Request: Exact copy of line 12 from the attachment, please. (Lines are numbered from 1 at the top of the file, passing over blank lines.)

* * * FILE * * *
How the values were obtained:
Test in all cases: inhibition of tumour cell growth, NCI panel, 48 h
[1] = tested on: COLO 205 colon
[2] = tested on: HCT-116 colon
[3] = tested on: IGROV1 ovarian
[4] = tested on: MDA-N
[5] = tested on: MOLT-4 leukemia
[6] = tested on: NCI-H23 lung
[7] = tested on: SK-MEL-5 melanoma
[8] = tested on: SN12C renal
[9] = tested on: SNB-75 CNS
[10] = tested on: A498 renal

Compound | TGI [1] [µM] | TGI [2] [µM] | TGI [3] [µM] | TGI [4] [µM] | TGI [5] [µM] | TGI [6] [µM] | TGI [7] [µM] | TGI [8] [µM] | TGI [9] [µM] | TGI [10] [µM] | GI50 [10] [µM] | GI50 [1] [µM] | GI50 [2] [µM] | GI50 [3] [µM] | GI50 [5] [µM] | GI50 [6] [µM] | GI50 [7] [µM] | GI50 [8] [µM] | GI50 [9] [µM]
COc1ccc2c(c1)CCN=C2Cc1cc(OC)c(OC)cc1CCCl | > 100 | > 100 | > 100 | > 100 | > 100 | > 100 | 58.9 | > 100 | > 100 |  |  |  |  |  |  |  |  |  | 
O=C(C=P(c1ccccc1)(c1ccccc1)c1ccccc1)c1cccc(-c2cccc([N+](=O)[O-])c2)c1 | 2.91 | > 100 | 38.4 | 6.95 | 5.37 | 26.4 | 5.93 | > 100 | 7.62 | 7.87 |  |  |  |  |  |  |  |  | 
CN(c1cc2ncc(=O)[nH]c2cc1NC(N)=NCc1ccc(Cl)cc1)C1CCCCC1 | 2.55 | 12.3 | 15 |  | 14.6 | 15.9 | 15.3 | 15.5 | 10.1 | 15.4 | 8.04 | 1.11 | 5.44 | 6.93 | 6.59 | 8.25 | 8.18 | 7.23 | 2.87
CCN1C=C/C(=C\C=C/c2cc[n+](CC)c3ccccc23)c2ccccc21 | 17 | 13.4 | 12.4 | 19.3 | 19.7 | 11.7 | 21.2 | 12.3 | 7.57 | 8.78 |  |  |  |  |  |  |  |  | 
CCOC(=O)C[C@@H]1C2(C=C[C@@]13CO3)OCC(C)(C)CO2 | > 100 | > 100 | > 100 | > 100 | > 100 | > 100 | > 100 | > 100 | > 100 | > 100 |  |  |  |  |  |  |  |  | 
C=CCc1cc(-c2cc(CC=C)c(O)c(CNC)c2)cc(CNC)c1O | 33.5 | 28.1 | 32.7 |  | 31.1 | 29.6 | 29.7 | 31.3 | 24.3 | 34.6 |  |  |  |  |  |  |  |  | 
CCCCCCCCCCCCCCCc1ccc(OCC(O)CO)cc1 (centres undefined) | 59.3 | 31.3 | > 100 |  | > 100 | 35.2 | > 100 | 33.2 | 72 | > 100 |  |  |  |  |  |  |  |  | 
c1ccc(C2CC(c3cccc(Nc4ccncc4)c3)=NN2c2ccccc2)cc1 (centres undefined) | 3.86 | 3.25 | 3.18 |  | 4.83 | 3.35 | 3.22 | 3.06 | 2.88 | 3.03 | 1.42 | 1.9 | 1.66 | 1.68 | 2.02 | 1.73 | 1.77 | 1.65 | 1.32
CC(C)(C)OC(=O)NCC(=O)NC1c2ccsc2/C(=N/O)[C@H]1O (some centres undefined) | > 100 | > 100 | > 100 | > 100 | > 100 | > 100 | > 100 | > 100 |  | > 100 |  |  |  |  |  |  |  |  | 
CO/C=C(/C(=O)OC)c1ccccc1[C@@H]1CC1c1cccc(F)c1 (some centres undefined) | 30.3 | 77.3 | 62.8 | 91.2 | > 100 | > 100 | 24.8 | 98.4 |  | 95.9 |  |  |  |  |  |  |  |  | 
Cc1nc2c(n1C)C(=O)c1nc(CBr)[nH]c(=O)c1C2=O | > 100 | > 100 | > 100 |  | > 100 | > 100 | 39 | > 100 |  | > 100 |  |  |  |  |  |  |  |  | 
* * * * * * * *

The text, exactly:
[10] = tested on: A498 renal